Europe and Eurasia: The Obama Administration's European Agenda

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Assistant Secretary, State Department Bureau of European and Eurasian Affairs Philip H. Gordon's Remarks at the Atlantic Council, in Washington DC, 17 November 2010, on the eve of the Lisbon NATO Summit I am delighted to be here at the Atlantic Council today, just before the President travels to Lisbon for an important series of European summits.

In Lisbon, the President will meet with heads of state and government from all 28 NATO member nations; he will convene a summit of the 49 nations contributing troops to Afghanistan through ISAF as well as major economic assistance donors; he will join with his Allied counterparts and the President of Russia for a NATO-Russia Council Summit; and finally he will join the President of the European Commission and the President of the European Council at the U.S.-EU Summit. This will be followed up with a trip by the Secretary of State to attend the OSCE Summit in Astana, Kazakhstan. This is, by any standard, an intense schedule of diplomatic engagement. And the intensity of our upcoming interaction with Europe reveals how central the U.S.-European partnership is to addressing global challenges.

When the Obama administration came into office, we made re- engaging with our European allies one of our top priorities. President Obama did so because he recognized that there is no better partner for the United States than Europe, where we work with democratic, prosperous, militarily-capable allies who share our values and share our interests. We face a daunting international agenda that cannot be handled by any one nation alone, and that is why we so often turn to Europe as our partner of first and best resort.

So, as we approach the two-year mark of this administration, it is useful and important to take a step back and take a look at where we stand. To that end, I'd like to do three things today. First, I'll describe the strategic objectives which drive our approach toward Europe. Then, I'd like to offer you an assessment of our record over the past two years on these objectives. Finally, I'll outline what we see to be the next steps to be in our engagement with Europe, with a particular emphasis on the four major summits the United States will participate in starting this week.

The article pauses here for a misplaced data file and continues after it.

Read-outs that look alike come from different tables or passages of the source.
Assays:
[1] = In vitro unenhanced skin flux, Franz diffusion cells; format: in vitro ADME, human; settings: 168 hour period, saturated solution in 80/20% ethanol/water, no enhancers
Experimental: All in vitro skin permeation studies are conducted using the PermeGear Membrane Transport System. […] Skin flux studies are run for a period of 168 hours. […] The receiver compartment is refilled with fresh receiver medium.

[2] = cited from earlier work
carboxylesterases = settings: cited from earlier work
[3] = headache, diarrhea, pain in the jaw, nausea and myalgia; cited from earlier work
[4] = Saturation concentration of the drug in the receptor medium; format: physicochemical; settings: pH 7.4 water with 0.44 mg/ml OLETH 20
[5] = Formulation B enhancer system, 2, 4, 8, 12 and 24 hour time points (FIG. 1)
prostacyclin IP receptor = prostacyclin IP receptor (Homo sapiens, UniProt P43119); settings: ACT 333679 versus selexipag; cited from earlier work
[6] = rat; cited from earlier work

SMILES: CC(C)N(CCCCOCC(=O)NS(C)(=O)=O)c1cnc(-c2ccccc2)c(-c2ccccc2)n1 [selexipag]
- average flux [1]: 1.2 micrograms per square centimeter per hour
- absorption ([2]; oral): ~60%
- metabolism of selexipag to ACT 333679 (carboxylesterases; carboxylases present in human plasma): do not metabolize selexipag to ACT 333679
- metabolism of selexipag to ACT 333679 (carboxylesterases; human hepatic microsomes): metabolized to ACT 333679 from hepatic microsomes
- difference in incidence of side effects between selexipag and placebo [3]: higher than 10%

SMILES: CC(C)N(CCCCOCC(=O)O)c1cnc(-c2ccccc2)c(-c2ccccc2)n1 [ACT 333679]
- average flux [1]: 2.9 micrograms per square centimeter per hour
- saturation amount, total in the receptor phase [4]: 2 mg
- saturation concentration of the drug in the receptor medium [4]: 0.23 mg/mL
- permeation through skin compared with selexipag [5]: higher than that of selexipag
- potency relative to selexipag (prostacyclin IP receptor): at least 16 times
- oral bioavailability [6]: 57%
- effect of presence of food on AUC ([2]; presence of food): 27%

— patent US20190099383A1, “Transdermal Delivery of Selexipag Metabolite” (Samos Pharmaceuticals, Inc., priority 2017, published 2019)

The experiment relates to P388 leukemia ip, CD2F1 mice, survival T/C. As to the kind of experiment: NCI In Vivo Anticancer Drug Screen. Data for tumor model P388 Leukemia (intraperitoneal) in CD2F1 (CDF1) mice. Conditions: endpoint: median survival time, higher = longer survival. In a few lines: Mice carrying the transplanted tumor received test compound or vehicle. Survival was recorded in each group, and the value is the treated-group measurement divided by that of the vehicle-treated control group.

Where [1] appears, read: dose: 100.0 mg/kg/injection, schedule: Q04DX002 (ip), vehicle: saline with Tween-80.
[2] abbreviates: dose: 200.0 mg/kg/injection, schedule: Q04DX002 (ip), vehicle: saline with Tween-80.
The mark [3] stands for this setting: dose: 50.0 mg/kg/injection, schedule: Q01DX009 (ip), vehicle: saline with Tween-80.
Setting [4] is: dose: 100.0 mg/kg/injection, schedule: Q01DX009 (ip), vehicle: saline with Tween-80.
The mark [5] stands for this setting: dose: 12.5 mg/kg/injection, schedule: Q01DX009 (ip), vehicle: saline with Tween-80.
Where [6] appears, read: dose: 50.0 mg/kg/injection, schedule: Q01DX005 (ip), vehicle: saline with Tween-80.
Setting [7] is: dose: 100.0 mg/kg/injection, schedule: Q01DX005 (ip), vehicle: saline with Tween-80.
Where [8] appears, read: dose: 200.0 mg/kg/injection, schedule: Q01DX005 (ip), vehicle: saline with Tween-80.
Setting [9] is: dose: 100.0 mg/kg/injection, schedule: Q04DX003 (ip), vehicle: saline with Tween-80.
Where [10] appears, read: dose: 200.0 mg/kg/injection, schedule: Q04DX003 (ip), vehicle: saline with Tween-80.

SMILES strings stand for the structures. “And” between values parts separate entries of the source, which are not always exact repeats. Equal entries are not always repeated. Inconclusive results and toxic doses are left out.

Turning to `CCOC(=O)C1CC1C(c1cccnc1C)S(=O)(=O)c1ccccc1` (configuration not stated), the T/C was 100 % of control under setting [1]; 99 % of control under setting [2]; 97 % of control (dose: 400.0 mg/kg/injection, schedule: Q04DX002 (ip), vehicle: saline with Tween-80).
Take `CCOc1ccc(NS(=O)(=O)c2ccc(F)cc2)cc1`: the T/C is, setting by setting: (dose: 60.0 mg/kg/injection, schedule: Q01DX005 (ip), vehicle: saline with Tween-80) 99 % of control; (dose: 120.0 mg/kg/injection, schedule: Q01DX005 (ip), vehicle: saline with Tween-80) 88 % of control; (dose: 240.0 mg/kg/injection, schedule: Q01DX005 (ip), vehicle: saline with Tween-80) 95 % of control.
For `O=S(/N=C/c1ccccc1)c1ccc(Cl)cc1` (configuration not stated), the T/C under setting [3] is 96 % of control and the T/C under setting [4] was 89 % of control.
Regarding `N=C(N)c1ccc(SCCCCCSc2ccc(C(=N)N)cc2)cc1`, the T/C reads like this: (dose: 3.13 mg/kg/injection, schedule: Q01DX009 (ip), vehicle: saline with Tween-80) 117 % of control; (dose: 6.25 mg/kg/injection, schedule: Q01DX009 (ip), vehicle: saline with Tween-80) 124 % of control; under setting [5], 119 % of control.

When I think about this administration's priorities in Europe, there are three basic objectives that stand out in our engagement with the continent:

1) First, we work with Europe as a partner in meeting global challenges. On every issue of global importance, Europe's contributions are crucial to solving major international challenges. No matter what the issue is from the war in Afghanistan, to the Iranian nuclear challenge, to the ongoing global economic troubles Europe is indispensable. We are vastly stronger in terms of legitimacy, resources, and ideas when we join forces with Europe on the global agenda.

2) Second, we are still working with Europe on Europe, that is to say working to complete the historic project of helping to extend stability, security, prosperity and democracy to the entire continent. The extraordinary success that the United States and Europe have had together in promoting European integration, in consolidating and supporting the new democracies in Central and Eastern Europe and integrating them into Euro-Atlantic institutions demonstrates the promise of this enterprise. But our work is not done. And so the effort continues in the Balkans and further to Europe's east and in the Caucasus.

3) Finally, we have sought to set relations with Russia on a more constructive course. President Obama recognized that he had inherited a relationship that was in a difficult place and that this situation did not serve the interests of the United States or its allies. Therefore, our goal has been to cooperate with Russia where we have common interests but not at the expense of our principles or our friends. …